joanny said...

A very moving powerful piece, I know somehow she knows you love her.
My mother died three years ago while I held her hand for hours till she took her last breath... I will never forget it... she actually looked very radiate and beautiful at the moment of her death -- hard to explain really. It was difficult to let go-- and say goodbye in the final hour. All I could do was just be there for her. Like Sun Dance said to you Blessed are those who mourn, for they will be comforted, Matthew 5:4
Joanny
Joanny

Chhaya said...

i cant write anything here...
it took me to the night my Ma passed away. she was just 36 year old at that time.

PS: i think i will also try the magpie thing.. lets see

TechnoBabe said...

At least you were with her and your heart was in the right place. I like your words here so much and the love that is through it for your mother-in-law.

Dianne said...

A sharp look into the bitterness of loss, of letting go of a parent, of looking at death with angry eyes, thank you for this piece, Brian,
Yesterday was the two year anniversary of my mom's death,my impetus to write, and I still did not give it the time due. And of course, there is Monkey Man. You did well, you did well.....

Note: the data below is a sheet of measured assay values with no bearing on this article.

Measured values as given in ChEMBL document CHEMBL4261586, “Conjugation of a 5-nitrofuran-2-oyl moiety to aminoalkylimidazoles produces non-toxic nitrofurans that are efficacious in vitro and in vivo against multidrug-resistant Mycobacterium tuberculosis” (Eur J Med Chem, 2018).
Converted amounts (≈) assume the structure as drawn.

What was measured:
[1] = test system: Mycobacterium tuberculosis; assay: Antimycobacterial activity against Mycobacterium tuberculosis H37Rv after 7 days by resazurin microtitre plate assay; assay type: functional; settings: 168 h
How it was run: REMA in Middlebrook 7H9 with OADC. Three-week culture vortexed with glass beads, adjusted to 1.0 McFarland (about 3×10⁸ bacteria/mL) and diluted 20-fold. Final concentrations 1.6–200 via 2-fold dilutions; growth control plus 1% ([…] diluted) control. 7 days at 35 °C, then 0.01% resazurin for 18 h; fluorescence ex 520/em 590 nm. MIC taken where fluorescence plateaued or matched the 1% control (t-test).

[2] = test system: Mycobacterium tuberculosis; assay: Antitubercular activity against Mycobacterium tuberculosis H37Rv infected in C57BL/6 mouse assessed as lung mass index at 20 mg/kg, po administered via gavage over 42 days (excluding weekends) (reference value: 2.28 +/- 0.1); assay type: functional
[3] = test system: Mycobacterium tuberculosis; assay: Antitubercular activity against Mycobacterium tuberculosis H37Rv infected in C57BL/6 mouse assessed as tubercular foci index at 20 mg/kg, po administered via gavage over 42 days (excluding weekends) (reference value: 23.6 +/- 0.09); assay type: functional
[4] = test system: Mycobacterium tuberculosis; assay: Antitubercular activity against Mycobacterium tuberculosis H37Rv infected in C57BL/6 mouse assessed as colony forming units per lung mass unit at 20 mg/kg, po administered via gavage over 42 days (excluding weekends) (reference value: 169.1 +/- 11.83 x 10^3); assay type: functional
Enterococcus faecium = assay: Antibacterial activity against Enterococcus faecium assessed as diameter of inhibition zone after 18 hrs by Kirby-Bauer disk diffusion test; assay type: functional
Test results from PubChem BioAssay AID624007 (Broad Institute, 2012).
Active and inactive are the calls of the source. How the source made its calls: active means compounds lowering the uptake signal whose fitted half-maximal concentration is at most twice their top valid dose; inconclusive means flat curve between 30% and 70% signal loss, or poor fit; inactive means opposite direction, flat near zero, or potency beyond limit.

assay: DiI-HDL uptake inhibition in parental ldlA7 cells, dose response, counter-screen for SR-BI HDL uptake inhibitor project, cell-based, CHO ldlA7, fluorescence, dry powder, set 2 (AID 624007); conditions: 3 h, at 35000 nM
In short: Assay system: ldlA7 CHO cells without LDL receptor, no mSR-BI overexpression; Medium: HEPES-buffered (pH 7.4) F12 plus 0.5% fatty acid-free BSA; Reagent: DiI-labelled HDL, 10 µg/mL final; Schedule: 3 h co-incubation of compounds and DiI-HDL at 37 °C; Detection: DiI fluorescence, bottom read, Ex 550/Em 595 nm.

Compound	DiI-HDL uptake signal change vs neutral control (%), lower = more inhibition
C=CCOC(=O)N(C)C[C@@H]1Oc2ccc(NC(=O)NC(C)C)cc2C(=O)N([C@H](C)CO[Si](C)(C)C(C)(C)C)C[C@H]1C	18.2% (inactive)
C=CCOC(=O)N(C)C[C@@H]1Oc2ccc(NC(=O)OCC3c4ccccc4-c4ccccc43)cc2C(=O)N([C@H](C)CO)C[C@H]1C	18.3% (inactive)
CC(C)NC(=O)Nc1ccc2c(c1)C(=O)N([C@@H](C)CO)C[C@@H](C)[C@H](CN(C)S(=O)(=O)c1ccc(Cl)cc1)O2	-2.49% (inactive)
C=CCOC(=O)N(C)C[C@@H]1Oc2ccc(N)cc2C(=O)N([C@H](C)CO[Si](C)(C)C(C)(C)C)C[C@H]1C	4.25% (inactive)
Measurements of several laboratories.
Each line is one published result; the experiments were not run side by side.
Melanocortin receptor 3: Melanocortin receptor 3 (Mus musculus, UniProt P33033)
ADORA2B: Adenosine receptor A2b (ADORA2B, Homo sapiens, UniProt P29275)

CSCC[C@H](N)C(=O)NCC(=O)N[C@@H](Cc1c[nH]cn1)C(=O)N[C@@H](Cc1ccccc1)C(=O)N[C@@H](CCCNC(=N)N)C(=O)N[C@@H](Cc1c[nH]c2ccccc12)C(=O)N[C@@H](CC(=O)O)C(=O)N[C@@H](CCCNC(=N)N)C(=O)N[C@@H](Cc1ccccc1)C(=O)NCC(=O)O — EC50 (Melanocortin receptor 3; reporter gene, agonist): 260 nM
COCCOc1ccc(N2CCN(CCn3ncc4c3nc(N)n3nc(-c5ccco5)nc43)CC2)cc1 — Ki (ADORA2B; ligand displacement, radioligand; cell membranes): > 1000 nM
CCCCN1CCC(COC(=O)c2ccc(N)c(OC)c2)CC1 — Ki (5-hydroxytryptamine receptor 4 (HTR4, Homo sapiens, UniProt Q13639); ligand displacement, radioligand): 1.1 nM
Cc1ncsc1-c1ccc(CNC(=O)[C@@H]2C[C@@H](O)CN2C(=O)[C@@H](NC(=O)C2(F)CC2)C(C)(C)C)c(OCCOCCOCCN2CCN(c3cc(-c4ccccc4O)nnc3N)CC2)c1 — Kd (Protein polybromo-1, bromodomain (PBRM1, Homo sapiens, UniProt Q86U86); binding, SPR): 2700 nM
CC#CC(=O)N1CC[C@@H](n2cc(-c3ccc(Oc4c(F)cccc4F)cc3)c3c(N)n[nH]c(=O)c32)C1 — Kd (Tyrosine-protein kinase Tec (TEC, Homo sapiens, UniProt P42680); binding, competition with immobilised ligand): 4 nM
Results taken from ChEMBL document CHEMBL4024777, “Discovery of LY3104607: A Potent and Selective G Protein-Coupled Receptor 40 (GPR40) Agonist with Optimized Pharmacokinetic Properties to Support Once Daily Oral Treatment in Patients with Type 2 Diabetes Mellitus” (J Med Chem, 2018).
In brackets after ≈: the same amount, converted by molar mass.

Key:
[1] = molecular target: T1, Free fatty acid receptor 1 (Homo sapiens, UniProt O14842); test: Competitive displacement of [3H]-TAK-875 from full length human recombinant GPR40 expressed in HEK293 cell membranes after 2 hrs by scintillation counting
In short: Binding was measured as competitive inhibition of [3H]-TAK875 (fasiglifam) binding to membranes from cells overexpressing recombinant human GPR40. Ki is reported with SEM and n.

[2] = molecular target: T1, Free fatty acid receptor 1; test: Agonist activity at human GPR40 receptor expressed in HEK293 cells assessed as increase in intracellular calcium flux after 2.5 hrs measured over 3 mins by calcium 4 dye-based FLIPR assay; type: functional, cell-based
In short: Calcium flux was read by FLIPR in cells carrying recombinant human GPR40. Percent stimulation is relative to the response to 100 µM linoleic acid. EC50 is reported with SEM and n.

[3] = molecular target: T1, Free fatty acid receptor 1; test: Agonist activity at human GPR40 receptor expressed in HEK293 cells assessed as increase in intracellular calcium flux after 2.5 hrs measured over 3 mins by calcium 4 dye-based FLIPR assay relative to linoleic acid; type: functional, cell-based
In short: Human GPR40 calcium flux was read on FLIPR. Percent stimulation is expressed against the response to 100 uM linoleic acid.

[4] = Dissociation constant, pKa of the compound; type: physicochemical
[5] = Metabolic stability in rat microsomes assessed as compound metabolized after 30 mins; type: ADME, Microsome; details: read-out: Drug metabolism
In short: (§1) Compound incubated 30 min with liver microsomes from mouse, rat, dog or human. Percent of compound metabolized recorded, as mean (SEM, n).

Magpie said...

It is so true that we should write about what we know and feel...it is so powerful when you do. Such a sad memory. Don't be hard on yourself...I believe she's heard your words and felt the love in your heart.

tori said...

I too beat myself up about the last conversation I avoided with my sister the night before she died because I was in too much of a hurry. But it helps to appreciate the people that are in our lives now and to never leave anything unsaid ever again.

Stacy (the Random Cool Chick) said...

Wow, Brian! That gave me major chills. ((HUGZ!!))

Mrsupole said...

Brian,

She knows how you were feeling that day. Most people cannot speak when they are choked up with tears and greif. She might have visited you since then and let you know that all is well and peaceful where she is. You will see the signs.